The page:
PH’s slow justice system has worsened impunity in media killings—senators
MANILA, Philippines—The country’s justice system remains painfully slow and this has contributed to the persistence of impunity in the killing of media practitioners, administration lawmakers said on Thursday.
Sen. Grace Poe and Sen. Loren Legarda made the remarks on Thursday after radio commentator Rogelio Butalid was shot dead on Wednesday in Tagum City.
Butalid was the third journalist killed in a span of just two weeks.
“I think that the only way you can deter the killings is by making sure that justice is carried out in a timely manner. It takes years before a suspect is caught and brought to trial,” said Poe, the chair of the Senate committee on public information and mass media.
“Criminals are emboldened because hardly any suspected media killers are actually sentenced and thrown in jail,” Poe added.
Asked how she thought the government has been doing in bringing the perpetrators to justice, Poe indicated that much more needs to be done to hasten the process.
“I think that we need to unburden our courts and add justices, PAO [Public Attorneys’ Office] lawyers and also for the DILG [Department of Interior and Local Government] to push through with its plan to hire an additional number of police officers by 2014,” Poe said.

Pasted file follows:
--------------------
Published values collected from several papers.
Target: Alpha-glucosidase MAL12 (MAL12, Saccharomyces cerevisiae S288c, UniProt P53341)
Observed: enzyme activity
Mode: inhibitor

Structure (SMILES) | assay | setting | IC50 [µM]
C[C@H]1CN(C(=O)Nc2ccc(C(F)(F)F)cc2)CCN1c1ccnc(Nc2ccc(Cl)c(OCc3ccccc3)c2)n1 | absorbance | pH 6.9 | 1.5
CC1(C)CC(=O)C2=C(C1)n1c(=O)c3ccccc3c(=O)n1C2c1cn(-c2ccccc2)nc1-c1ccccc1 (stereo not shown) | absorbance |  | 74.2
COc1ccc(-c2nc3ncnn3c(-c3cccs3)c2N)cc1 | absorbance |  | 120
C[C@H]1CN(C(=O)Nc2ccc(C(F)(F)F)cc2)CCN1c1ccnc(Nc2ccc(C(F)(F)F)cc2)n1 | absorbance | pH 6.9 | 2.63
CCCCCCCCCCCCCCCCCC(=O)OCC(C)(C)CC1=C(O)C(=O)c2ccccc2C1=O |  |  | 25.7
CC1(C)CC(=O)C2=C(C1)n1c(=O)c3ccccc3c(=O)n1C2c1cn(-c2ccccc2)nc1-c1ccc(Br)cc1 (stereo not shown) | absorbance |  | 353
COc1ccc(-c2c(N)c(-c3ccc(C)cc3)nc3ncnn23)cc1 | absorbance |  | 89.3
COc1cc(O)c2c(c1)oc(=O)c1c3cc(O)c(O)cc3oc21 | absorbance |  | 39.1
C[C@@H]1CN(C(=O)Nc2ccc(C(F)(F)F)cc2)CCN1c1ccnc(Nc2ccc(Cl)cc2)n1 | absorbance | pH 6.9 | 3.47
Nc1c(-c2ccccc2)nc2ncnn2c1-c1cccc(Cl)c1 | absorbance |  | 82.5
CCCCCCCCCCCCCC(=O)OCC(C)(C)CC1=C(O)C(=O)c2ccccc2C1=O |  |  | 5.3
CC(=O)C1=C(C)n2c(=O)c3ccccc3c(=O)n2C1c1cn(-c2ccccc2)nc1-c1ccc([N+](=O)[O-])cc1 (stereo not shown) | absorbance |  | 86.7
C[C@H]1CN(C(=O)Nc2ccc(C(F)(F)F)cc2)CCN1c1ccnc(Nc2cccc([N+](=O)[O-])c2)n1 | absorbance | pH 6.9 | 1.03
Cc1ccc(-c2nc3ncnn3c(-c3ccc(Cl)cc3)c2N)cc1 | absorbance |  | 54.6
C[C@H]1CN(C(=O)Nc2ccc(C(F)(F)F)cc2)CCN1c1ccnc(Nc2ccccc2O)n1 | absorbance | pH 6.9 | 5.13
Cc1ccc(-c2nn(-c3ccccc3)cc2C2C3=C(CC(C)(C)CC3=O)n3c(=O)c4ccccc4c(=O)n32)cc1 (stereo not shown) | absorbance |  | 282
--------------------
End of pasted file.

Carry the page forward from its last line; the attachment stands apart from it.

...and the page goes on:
Legarda, a longtime broadcast journalist before becoming a senator, also blamed the incidence of “vindictive politics” in certain areas of the country.
“The slow judicial process and the lack of apprehension, prosecution of perpetrators of violence against media practitioners could be contributory to the continued violence,” Legarda said.
“The personalistic and vindictive politics prevalent in some areas also breed this kind of culture which is totally unacceptable in a civilized and humane society,” Legarda added.
The National Union of Journalists of the Philippines has condemned the attacks on journalists, adding that the culture of impunity has remained and even worsened under the Aquino administration.
In an earlier statement after the killing of broadcaster Michael Milo in Surigao Del Sur on Friday, opposition Sen. JV Ejercito said the killing of journalists under President Aquino’s watch should alarm Malacañang.
“The death of broadcaster Michael Milo, who is the 24th media man killed under the present administration, should seriously stir up Malacañang officials to end impunity and look into the welfare of Filipino journalists,” Ejercito said.
Ejercito also called for swift justice for the thirty-four journalists slain during the Maguindanao massacre in November 2009.
“Four years have passed and yet no justice has been served. I call on to the government to resolve this case before President Aquino’s term ends,” Ejercito said.
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